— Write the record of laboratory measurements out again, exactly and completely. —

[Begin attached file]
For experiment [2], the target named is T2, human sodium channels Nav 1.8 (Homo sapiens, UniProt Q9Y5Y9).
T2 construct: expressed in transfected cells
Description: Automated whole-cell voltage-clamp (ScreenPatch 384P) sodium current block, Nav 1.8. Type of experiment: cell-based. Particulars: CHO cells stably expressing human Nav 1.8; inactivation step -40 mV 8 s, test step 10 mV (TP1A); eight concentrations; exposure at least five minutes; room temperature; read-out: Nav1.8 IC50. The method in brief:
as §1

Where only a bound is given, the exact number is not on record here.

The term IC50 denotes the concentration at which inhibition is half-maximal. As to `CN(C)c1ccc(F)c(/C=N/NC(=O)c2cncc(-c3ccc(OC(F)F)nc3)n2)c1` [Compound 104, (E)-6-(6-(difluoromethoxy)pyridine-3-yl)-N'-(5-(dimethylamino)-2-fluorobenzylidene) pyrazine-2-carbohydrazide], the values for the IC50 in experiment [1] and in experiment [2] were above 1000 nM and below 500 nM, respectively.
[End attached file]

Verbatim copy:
For experiment [2], the target named is T2, human sodium channels Nav 1.8 (Homo sapiens, UniProt Q9Y5Y9).
T2 construct: expressed in transfected cells
Description: Automated whole-cell voltage-clamp (ScreenPatch 384P) sodium current block, Nav 1.8. Type of experiment: cell-based. Particulars: CHO cells stably expressing human Nav 1.8; inactivation step -40 mV 8 s, test step 10 mV (TP1A); eight concentrations; exposure at least five minutes; room temperature; read-out: Nav1.8 IC50. The method in brief:
as §1

Where only a bound is given, the exact number is not on record here.

The term IC50 denotes the concentration at which inhibition is half-maximal. As to `CN(C)c1ccc(F)c(/C=N/NC(=O)c2cncc(-c3ccc(OC(F)F)nc3)n2)c1` [Compound 104, (E)-6-(6-(difluoromethoxy)pyridine-3-yl)-N'-(5-(dimethylamino)-2-fluorobenzylidene) pyrazine-2-carbohydrazide], the values for the IC50 in experiment [1] and in experiment [2] were above 1000 nM and below 500 nM, respectively.